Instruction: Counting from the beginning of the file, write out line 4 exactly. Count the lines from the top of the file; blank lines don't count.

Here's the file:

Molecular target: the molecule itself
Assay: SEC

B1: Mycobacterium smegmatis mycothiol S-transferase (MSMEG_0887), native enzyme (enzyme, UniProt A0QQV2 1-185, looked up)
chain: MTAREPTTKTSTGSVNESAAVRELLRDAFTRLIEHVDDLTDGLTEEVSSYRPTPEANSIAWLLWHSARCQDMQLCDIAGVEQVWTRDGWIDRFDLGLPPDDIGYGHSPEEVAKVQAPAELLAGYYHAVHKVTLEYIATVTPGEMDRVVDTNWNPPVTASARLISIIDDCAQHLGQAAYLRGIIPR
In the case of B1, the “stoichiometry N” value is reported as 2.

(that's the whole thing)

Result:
chain: MTAREPTTKTSTGSVNESAAVRELLRDAFTRLIEHVDDLTDGLTEEVSSYRPTPEANSIAWLLWHSARCQDMQLCDIAGVEQVWTRDGWIDRFDLGLPPDDIGYGHSPEEVAKVQAPAELLAGYYHAVHKVTLEYIATVTPGEMDRVVDTNWNPPVTASARLISIIDDCAQHLGQAAYLRGIIPR